Wholly Canadian musical experiences

Last week, Ensemble Made in Canada, an established Canadian piano quartet, made an appearance at Mt. A, their second in recent years. Their visit to Sackville was part of their ambitious project entitled Mosaïque, an idea that began roughly three years ago and the results of which are currently coming to fruition through their cross-country performance tour.

The ensemble held two presentations last Monday as well as a performance of their special concert program on Friday evening. Students benefited from learning about the process of creating an innovative musical platform, as well as hearing new music that broadens the scope of the repertoire that a music student would experience.

“Their whole ensemble had such purpose and dedication to the project,” said Emily Steers, a fourth-year voice student.

Musical and compositional talent from all across Canada visited Sackville last week.
Madeleine Hansen/Argosy

The concert consisted of 14 short commissioned works by a variety of composers from across Canada, ranging from classical composers, to jazz musicians to singer-songwriters, with each work representing a province and territory. This allowed for everyone in the audience to be drawn to musical styles they were familiar with, as well as exposing them to new musical soundscapes.

“The pieces truly represented that which they were based upon,” said Justin Reid, a second-year trumpet student.

To add a fun and engaging twist, the audience was invited to draw on paper tiles throughout the concert, expressing anything that they felt related or connected to the soundscapes that they were hearing. These drawings will eventually be uploaded onto the Ensemble’s website to represent the collection of imagery amassed from across Canada in response to Canadian musical soundscapes.

The ensemble did an excellent job of captivating the audience immediately in the opening sounds of each composition: some pieces began in striking fashion with an immediate presence of fullness in tone and texture, whereas others began with very thin layers of sound before building towards climactic sections within the piece.

This project also recognizes the emergence of new Canadian music. The performance opened with a lively work by William Rowson, Short Variations on Waves. This piece, which Rowson described as “fast, fun and celebratory,” was inspired by paintings and pictures of schooner ships off the coast of Nova Scotia.

The themes of the different works revolved around elements of nature and cultural diversity, with a particular interest in water amongst the composers.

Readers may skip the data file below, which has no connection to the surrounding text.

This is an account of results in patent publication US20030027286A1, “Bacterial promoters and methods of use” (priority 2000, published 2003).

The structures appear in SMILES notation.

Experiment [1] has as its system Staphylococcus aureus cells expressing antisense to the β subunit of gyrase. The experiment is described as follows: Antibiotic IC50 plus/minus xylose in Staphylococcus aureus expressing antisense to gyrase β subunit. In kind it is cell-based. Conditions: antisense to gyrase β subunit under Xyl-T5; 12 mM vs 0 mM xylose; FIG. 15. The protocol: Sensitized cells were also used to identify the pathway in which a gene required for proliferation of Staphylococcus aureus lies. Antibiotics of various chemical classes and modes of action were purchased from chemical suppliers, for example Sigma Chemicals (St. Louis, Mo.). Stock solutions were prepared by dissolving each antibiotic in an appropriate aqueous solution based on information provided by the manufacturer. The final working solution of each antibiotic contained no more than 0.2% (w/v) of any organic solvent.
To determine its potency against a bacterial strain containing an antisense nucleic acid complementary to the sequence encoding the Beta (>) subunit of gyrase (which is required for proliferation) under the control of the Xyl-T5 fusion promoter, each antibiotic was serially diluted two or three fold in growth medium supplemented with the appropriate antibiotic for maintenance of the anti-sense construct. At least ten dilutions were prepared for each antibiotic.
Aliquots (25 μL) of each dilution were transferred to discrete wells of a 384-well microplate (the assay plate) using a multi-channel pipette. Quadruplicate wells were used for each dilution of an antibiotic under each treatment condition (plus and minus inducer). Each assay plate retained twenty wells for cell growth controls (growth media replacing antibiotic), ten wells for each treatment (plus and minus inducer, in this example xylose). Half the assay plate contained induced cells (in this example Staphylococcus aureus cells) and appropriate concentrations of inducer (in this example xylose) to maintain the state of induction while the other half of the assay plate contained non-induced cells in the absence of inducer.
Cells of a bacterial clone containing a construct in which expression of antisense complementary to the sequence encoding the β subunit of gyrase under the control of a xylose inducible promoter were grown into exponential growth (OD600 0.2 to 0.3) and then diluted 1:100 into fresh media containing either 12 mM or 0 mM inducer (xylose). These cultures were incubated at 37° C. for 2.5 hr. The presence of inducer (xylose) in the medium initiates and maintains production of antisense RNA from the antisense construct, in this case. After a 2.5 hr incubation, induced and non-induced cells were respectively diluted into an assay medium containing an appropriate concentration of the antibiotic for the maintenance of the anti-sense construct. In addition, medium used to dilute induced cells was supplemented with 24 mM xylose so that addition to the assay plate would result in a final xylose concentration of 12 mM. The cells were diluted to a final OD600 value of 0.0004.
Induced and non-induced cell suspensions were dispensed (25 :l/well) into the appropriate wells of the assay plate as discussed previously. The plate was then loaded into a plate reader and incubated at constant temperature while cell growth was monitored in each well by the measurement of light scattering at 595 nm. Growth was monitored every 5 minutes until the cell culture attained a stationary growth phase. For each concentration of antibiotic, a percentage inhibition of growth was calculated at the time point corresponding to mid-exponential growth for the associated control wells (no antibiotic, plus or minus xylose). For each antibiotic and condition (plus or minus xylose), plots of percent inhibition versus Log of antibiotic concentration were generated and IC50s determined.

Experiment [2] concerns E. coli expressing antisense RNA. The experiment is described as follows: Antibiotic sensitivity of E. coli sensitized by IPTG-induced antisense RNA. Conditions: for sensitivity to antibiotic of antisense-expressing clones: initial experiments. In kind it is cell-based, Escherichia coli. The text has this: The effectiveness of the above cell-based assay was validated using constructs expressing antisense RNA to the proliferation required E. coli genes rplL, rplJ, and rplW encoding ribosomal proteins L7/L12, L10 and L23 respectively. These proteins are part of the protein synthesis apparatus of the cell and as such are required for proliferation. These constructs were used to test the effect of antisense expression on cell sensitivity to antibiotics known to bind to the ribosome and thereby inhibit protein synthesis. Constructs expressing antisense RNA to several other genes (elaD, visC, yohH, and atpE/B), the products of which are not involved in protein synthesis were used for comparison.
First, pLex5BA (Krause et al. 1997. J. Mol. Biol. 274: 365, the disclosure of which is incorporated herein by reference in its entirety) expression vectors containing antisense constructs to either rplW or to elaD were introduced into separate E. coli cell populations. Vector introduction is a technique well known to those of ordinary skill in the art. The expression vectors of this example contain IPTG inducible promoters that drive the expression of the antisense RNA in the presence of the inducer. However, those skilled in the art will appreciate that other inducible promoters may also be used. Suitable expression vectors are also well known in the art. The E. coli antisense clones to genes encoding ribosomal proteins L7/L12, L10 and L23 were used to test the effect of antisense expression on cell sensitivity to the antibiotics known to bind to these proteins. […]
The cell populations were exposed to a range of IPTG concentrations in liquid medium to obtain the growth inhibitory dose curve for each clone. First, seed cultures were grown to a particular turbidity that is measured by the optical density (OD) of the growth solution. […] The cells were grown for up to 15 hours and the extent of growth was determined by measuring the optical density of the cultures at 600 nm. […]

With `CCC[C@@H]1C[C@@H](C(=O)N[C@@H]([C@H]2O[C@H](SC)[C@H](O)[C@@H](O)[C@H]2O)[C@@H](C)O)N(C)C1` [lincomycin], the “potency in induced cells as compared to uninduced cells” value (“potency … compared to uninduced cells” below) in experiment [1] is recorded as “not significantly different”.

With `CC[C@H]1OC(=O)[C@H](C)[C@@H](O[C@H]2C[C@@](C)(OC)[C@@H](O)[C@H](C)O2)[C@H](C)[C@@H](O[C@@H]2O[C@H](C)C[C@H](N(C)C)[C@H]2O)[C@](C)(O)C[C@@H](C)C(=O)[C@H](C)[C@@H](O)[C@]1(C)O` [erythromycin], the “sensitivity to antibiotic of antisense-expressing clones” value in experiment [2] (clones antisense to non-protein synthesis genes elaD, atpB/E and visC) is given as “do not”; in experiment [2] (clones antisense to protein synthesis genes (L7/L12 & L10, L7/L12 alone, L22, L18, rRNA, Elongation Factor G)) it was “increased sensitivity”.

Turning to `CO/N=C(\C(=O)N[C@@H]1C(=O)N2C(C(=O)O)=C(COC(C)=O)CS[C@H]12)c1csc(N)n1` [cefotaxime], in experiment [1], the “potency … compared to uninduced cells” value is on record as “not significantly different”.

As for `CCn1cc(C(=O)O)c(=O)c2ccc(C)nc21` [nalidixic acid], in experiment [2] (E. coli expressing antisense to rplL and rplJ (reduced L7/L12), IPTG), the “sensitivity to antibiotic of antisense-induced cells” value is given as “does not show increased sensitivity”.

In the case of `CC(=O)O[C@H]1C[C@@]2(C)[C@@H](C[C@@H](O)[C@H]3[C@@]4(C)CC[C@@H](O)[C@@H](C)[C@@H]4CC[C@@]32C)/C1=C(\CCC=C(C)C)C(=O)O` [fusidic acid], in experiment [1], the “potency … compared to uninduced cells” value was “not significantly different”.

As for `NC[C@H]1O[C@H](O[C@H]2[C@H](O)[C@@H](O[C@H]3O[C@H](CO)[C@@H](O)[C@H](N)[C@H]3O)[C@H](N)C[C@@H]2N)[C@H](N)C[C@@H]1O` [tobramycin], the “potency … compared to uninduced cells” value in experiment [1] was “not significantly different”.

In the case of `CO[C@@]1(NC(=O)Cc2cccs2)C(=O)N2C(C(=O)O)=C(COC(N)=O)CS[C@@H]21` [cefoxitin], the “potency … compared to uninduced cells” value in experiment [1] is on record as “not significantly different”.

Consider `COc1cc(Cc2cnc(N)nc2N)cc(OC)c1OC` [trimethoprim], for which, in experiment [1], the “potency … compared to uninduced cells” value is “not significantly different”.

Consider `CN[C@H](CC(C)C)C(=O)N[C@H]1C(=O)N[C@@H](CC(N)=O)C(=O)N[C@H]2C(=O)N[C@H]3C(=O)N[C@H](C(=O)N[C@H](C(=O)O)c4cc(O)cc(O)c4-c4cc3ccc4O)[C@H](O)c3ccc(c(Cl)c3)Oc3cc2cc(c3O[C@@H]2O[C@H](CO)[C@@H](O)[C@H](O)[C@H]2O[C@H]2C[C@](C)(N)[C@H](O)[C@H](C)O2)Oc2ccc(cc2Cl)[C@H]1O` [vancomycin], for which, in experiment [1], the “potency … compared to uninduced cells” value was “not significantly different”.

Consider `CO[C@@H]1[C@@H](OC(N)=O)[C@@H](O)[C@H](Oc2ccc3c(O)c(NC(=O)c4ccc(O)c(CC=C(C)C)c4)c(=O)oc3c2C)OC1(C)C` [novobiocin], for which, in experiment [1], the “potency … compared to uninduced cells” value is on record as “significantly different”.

A number of the featured composers were inspired by nature, from the mountains in British Columbia to rivers throughout Canada, including the Great Bear River and the Red River. Great Bear River Blues by David Braid included lots of rhythmically active figures, showcasing his jazz influence, as well as unconventional playing gestures for the string members, such as slapping their left hand on the fingerboard. In Red River Fantasy by Andrew Downing, a spinning motion was evident in the piano, evoking  the continuous motion in bodies of water.

“Many of the pieces dealt with the idea of water in one way or another, thus it seems to be something that people think about when they think of Canada,” said Joseph Fitzner, a third-year trumpet student.

The concert ended with a piece called Blessing by Julie Doiron. Elements of the woods, sky and water embodied the nature surrounding us across Canada: a fitting end to the concert’s theme. The piece presented serene and beautiful melodies, with string pizzicato blending in with the piano texture leading the singable melodies.

Several students commented on how they enjoyed learning from this professional ensemble and witnessing an innovative project promoting new music in Canada.

“Students can see from this project how fantastic the Canadian music scene is, the diversity of styles and inspirations projects can take from, and how these initiatives promote Canadian artistry,” said Steers.

“The ensemble worked well together and complemented each other,” said Caitlin Strong, a first-year pianist.

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